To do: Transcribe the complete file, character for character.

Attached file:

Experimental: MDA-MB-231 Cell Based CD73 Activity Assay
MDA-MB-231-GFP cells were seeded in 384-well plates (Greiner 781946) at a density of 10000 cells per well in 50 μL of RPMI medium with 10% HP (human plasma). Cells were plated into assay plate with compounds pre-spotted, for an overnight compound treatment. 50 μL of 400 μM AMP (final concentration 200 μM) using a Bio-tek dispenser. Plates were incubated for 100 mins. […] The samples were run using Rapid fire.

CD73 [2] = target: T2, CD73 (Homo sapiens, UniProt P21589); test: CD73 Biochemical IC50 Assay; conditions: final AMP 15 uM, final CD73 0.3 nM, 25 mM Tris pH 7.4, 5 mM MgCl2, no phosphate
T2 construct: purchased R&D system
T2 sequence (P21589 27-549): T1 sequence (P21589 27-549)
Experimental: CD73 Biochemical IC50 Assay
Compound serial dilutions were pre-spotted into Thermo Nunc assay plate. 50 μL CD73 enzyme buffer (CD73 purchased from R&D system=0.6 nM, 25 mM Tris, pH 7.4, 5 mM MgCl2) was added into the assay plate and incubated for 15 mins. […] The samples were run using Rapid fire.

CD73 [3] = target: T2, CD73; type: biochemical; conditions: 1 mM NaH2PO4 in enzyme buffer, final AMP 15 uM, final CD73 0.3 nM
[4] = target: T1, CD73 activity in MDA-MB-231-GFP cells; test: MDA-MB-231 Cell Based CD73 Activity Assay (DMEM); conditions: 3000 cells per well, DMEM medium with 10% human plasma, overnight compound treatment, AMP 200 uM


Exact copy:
Experimental: MDA-MB-231 Cell Based CD73 Activity Assay
MDA-MB-231-GFP cells were seeded in 384-well plates (Greiner 781946) at a density of 10000 cells per well in 50 μL of RPMI medium with 10% HP (human plasma). Cells were plated into assay plate with compounds pre-spotted, for an overnight compound treatment. 50 μL of 400 μM AMP (final concentration 200 μM) using a Bio-tek dispenser. Plates were incubated for 100 mins. […] The samples were run using Rapid fire.

CD73 [2] = target: T2, CD73 (Homo sapiens, UniProt P21589); test: CD73 Biochemical IC50 Assay; conditions: final AMP 15 uM, final CD73 0.3 nM, 25 mM Tris pH 7.4, 5 mM MgCl2, no phosphate
T2 construct: purchased R&D system
T2 sequence (P21589 27-549): T1 sequence (P21589 27-549)
Experimental: CD73 Biochemical IC50 Assay
Compound serial dilutions were pre-spotted into Thermo Nunc assay plate. 50 μL CD73 enzyme buffer (CD73 purchased from R&D system=0.6 nM, 25 mM Tris, pH 7.4, 5 mM MgCl2) was added into the assay plate and incubated for 15 mins. […] The samples were run using Rapid fire.

CD73 [3] = target: T2, CD73; type: biochemical; conditions: 1 mM NaH2PO4 in enzyme buffer, final AMP 15 uM, final CD73 0.3 nM
[4] = target: T1, CD73 activity in MDA-MB-231-GFP cells; test: MDA-MB-231 Cell Based CD73 Activity Assay (DMEM); conditions: 3000 cells per well, DMEM medium with 10% human plasma, overnight compound treatment, AMP 200 uM